In some cases, yes, too much latency can completely prevent a packet of data from getting to your computer. This is because of how data is sent through the internet and the protocols used to transport it. If a file is 5 gigabytes in size, it doesn’t get sent as one massive amount of data all at once. Instead, it’s divided up into smaller pieces called packets. These are then sent to their destination and pieced together to form the overall file.

But with typical internet protocols, which are rules that govern how data moves, data packets have a limited number of moves they can make before getting discarded. These are called hops. Latency is often due to the time it takes for data packets to complete all the hops needed to get to their destination. If a packet has to make too many hops, it can be discarded.

That’s one of the reasons why a website will seem to malfunction, but when you reload it, it works just fine. The reloading process restarted the chain of events that got the data from the site’s server to your browser.

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Comparing bandwidth and latency

Bandwidth is the amount of data your connection can handle, whereas latency refers to delays that impact how quickly data gets to your devices. Even though they’re very different, they are related in one important way: If you have less bandwidth, you may have more latency. This is because if your internet connection can only transmit a certain amount of data per second, such as 5 megabits, files that are larger than that will take longer to get to your browser.

Here’s another way of looking at it: While bandwidth affects latency, latency doesn’t affect bandwidth. Returning to the freeway example, the width of the road itself is like your bandwidth, and the cars are like the data that has to travel from one point to another. If the police set up a checkpoint on the freeway, it doesn’t matter how many lanes it has. It’s going to take longer for the cars to reach their destination.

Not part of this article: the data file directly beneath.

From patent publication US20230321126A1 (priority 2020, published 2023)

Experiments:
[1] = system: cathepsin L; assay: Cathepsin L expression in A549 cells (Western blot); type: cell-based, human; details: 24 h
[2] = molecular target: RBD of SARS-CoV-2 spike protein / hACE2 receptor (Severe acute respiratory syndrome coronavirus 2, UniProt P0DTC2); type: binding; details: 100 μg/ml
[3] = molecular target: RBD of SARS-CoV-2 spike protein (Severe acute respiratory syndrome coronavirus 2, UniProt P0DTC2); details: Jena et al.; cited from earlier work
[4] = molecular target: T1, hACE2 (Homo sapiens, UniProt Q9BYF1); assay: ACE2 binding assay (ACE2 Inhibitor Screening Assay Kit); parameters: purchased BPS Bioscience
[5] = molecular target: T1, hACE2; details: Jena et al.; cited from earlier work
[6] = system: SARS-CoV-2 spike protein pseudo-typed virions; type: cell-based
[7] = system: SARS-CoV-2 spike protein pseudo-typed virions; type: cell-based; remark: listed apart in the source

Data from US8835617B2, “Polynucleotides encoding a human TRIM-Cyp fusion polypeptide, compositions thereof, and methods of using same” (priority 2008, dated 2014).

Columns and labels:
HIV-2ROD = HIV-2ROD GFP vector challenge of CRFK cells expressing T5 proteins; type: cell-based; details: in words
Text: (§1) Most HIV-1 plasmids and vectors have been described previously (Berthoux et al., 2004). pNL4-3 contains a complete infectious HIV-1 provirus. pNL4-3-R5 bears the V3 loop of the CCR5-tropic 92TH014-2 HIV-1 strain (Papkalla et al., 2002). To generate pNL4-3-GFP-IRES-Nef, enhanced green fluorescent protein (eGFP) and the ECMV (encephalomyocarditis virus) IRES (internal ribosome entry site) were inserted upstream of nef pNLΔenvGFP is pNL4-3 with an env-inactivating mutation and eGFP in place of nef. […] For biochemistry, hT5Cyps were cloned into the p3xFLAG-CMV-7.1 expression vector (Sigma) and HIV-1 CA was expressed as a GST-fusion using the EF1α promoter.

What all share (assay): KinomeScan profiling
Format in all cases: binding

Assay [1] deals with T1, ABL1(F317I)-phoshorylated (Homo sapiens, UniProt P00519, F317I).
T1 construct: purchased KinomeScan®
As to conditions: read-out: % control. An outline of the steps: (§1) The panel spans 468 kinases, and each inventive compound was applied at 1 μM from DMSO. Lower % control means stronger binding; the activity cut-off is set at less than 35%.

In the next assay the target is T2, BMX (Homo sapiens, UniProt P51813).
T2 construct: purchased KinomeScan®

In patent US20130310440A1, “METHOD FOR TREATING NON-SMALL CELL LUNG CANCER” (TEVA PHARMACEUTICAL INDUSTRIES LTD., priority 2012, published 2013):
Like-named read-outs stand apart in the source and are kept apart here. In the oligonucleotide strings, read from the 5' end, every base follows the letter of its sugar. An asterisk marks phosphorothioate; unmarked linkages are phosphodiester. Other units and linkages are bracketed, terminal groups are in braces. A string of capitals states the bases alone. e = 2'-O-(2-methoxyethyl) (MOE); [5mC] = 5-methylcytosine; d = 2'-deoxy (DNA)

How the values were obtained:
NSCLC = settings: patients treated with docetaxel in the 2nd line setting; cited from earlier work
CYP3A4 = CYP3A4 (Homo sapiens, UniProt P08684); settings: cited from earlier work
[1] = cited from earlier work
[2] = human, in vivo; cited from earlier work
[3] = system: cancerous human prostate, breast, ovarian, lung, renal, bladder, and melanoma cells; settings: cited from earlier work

It’s the same with bandwidth and latency in your internet connection. No matter how many megabits your ISP allows you to download per second, if the data has to pause for a security inspection or take detours through multiple locations, you’re going to experience latency.

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Frequently asked questions (FAQs)

What’s the difference between bandwidth and speed?

Bandwidth is how much data you can get each second, and speed is how quickly that data actually travels to and from your browser.

How does latency affect what you do on the internet?

If there’s too much latency, webpages may not work as you’d expect, video or audio may be distorted or slow, and games may freeze or act glitchy.

What can you do if you have too much latency?

You can stop any downloads, close apps you’re not using, use an Ethernet cable instead of Wi-Fi, or check your computer for malware.

What can you do to get more bandwidth?

You can ask your ISP to provide you with a different internet package with more bandwidth. This may require getting a different modem, depending on the type of connection and the bandwidth it provides.

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*Pricing varies by location and availability. Speeds may vary. All prices subject to change; for current pricing and availability visit our internet service page. Prices as of 5/6/22.

Team Updater

Disclosure | Updater articles are based on our own data and research, independent from partner relationships. We are not compensated by partners for information and opinions presented here. Our Editorial Terms of Service can be found here.

*Pricing varies by location and availability. Speeds may vary. All prices subject to change; for current pricing and availability visit our internet service page. Prices as of 3/16/22.